By Dana Littlefield and Matthew T. Hall / U-T San Diego / May 1, 2012
SAN DIEGO — A judge ruled Tuesday that prosecutors in a case involving a group of same-sex marriage activists violated the defendants’ rights by dismissing potential jurors based on their sexual orientation. Superior Court Judge Joan Weber dismissed the entire jury panel, saying she found it “shocking” that the San Diego City Attorney’s Office would exclude two gay jurors during the selection process.
Prosecutors disagreed with the judge’s ruling. Assistant City Attorney Andrew Jones said outside the courtroom Tuesday that the case is not about “anybody’s rights” but instead focuses on whether the six defendants who remain charged in the case unlawfully blocked the operation of the county clerk’s office during a protest in August 2010. “That’s all that this is about,” Jones said. “It has nothing to do with same-sex marriage.”
Attorneys for the accused activists noted that the judge agreed with their contention that prosecutors systematically excluded gay people from the jury pool. “There has been a fundamental violation of a constitutional right to a jury trial by my client’s peers,” said Todd Moore, who represents one of the defendants.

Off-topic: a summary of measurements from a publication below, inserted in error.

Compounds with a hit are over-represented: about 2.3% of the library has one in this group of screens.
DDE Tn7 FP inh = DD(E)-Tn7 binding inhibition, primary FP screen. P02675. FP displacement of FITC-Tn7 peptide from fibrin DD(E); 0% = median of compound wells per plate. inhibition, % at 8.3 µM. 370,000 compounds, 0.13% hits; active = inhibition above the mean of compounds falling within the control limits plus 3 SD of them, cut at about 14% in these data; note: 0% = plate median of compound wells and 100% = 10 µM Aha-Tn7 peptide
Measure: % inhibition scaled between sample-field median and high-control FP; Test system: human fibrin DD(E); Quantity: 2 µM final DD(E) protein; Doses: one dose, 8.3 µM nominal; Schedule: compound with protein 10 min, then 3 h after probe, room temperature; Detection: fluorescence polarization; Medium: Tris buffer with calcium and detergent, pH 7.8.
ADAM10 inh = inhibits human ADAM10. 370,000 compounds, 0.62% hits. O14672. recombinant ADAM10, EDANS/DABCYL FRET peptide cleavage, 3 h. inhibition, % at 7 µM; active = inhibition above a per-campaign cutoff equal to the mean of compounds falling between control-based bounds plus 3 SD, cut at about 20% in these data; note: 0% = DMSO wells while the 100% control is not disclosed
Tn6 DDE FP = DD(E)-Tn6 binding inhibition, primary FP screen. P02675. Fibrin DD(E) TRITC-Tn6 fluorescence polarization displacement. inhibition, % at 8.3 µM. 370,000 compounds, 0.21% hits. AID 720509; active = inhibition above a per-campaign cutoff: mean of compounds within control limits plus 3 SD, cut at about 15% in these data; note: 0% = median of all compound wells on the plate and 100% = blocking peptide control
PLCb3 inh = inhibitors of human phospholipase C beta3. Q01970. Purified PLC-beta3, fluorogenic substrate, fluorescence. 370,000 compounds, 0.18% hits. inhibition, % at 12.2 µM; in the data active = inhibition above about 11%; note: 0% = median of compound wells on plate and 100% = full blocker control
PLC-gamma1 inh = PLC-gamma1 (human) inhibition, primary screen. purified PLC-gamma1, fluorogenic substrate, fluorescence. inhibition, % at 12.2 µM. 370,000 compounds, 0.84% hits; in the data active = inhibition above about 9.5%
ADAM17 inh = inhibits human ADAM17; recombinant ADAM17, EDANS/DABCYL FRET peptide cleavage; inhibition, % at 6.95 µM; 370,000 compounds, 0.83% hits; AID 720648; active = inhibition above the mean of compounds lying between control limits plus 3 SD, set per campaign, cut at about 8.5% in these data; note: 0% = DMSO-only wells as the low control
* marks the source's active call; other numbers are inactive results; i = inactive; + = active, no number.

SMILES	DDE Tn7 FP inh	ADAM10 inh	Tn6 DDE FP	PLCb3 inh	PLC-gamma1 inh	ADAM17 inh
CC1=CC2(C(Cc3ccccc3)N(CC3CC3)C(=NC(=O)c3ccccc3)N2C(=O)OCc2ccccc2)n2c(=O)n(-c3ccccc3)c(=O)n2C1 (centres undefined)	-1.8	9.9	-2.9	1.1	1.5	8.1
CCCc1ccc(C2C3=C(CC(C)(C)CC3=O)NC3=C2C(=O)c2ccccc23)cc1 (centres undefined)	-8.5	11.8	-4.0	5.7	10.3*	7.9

Attorney Dan Greene, who represents one of the activists, said that while it’s common for defense lawyers to file this type of motion when they believe such a violation has occurred it is highly unusual for judges to grant them. “This was something that had to be done,” Greene said.
Weber’s ruling means the lawyers will have to pick a new panel if the case goes to trial. She ordered them back to court Wednesday morning to discuss how the case should proceed.
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